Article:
ChinaSourcing Summit: Bigger no longer better
Updated: 2013-07-05 07:05
By Jordyn Reiland in Hangzhou, Zhejiang (China Daily)
Company executives brainstorm at an industry forum.
As the outsourcing market in China rapidly evolves, offering the lowest cost is no longer the best way to succeed, said several experts at the 2013 ChinaSourcing Summit.
Welcoming members of government, about 200 buyers and a host of service providers, the summit now in its fifth year continues through today with seminars and opportunities for negotiations between service providers and buyers.
This year's summit has the theme of innovation, application and integration, topics highlighted during several discussions.
Executives from four companies gathered for a panel discussion Wednesday on those subjects moderated by Jamie Popkin, managing vice-president of Gartner, a US IT research and advisory firm.
Representatives of the companies agreed that the Chinese market can no longer rely on merely providing cheap labor, but each had different ideas of what would bring future success.
Chen Haixiao, head of operations for the China Delivery Center at CI&T, said the idea of companies merging and growing has remained a hot topic over the last several years, but the discussions need to change.
"Outsourcing in reality has become a commodity business, so if we just follow that, what we have is a pricing war," he said. "You are getting bigger but the profit margin is getting lower.
"Maybe if you are getting bigger you can compete, but it's not catching up - just following," he said. "You cannot even survive in the long run if you are just following the big wheel because you don't have the competitive edge."
The way to succeed in business now is to provide a premium service to stand out to potential buyers, he noted.
"Basically we want to be the Rolex. Instead of just selling a watch, we're selling jewelry."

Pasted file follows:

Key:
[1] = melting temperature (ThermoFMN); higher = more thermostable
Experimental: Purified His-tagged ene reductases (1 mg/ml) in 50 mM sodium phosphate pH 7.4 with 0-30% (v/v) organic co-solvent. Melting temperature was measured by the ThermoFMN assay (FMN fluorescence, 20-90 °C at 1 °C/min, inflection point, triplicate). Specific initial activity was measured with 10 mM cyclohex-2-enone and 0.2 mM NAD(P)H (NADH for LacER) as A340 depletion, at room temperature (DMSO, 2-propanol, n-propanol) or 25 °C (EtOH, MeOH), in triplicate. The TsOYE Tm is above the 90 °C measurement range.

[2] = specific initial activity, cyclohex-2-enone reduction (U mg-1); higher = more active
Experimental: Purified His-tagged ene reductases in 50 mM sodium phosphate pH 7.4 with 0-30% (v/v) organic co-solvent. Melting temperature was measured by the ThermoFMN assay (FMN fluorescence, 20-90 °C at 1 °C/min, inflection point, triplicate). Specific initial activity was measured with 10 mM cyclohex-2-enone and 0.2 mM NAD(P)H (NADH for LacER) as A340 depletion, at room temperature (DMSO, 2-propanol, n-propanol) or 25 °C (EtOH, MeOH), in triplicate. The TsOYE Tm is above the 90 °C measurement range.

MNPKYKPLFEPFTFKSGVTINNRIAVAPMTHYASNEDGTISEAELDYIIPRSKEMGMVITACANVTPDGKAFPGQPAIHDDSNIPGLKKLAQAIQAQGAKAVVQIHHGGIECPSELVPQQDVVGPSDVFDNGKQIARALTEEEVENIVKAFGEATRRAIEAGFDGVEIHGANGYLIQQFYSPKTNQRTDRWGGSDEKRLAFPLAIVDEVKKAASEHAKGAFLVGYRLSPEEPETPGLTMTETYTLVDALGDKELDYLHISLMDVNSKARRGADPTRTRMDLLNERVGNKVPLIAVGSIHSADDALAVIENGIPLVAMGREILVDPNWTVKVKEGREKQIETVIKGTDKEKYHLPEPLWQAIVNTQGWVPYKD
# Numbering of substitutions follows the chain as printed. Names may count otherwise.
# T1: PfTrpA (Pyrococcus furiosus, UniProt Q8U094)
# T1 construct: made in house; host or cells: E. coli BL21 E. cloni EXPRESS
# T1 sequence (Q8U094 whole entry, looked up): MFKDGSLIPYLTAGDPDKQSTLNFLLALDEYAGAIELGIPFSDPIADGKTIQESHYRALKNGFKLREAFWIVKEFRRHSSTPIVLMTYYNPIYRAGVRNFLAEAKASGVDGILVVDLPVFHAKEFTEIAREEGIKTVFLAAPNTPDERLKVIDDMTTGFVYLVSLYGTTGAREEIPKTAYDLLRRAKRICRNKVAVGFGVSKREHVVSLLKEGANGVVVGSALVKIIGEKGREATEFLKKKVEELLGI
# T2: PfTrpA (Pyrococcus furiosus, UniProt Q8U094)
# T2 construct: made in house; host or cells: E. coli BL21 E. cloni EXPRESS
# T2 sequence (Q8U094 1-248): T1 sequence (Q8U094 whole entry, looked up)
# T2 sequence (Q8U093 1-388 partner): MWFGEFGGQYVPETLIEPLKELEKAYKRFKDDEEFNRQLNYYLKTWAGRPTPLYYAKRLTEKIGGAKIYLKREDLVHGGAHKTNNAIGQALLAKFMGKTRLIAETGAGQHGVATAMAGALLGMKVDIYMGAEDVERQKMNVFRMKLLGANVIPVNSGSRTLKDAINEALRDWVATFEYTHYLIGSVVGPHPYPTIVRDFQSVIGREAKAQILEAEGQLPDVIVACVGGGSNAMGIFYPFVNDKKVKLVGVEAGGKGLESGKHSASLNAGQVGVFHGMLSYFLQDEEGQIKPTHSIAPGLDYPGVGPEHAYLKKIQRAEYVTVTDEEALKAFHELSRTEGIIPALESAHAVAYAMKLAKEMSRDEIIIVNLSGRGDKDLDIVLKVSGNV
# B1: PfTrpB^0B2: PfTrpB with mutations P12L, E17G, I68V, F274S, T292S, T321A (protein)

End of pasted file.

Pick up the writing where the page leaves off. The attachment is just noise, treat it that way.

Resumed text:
Shang-Ling Jui, executive vice-president and chief technology officer at Pactera, said that linear growth and expansion for a company might have been the way to succeed 10 years ago, but it is not the answer now.
Chen said it is not only an issue for Chinese companies, but also those in other countries such as Brazil.
Rangarajan Vellamore, CEO of Infosys China, agreed.
"I think the most important thing that we look at is the right value for the customer," he said.
Xia Wei, senior vice-president of Wuhan BJC Technology, cited the takeover of Longtop Financial Technologies in 2011 to illustrate the strength of corporate culture and his goals for the changing market.
None of former Longtop middle management left their jobs after the merger and the staff turnover rate was 5 to 7 percent in first six months following the deal, a rate far lower than the industry average, Xia said.
He attributed the retention to efforts in building the company's corporate culture, adding that BJC treats each employee equally and kept former LFT operational procedures intact to ease the transition. It also maps out career development for employees to promote a sense of belonging and is planning a housing subsidy to retain staff.
While telecoms currently contribute more than half of the company's business, BJC plans to compete further up the industrial chain, he said.
"Cloud computing, big data and mobile Internet are all where our opportunities lie, but from our company's perspective, we'll take the mobile Internet as a strategic position - that is where we put our stake," he said.
Wang Wendi contributed to this story.
(China Daily USA 07/05/2013 page14)